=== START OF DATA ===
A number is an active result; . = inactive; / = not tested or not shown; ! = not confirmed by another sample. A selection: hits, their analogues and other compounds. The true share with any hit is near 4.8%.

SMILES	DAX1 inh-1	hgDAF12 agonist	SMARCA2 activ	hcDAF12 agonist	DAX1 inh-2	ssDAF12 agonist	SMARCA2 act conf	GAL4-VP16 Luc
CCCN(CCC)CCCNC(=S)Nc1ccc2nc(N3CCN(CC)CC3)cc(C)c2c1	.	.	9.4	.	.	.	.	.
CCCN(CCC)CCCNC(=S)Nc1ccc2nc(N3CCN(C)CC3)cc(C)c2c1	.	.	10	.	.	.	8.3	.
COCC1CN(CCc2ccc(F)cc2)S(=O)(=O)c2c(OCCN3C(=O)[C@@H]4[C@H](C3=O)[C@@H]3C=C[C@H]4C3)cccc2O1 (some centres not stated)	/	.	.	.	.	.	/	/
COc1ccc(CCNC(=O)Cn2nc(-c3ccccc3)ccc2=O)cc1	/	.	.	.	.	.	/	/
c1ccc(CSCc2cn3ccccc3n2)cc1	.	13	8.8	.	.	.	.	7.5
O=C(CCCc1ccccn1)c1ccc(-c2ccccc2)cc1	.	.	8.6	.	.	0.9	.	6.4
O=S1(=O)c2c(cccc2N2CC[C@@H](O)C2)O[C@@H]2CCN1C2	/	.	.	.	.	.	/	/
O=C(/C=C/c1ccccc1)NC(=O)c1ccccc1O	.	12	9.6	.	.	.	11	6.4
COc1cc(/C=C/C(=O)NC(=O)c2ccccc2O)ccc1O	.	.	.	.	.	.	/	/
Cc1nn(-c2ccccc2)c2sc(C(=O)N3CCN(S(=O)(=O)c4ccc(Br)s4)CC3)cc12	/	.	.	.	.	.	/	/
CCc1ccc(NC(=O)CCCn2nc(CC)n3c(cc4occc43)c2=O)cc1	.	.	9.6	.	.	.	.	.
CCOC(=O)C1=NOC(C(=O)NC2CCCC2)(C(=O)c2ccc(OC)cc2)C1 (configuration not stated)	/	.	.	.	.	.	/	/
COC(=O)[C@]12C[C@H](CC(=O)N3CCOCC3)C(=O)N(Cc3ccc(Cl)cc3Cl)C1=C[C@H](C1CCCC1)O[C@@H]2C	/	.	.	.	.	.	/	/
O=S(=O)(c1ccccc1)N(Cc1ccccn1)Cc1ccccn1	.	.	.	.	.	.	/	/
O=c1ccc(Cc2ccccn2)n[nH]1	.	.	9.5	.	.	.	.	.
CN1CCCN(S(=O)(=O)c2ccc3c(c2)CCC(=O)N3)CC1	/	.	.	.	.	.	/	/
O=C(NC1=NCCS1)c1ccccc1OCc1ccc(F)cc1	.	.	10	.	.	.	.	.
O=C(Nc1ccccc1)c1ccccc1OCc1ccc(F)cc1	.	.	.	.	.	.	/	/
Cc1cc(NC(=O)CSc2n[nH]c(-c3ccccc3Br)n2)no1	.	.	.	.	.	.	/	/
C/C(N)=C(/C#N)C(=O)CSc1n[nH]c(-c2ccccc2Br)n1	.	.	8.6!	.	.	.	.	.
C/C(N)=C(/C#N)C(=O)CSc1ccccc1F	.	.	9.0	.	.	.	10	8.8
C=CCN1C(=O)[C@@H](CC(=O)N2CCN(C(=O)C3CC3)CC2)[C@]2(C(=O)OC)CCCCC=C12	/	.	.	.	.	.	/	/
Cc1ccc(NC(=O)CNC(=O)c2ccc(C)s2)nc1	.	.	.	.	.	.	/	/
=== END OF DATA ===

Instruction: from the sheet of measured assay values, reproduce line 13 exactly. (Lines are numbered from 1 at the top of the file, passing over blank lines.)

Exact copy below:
CCc1ccc(NC(=O)CCCn2nc(CC)n3c(cc4occc43)c2=O)cc1	.	.	9.6	.	.	.	.	.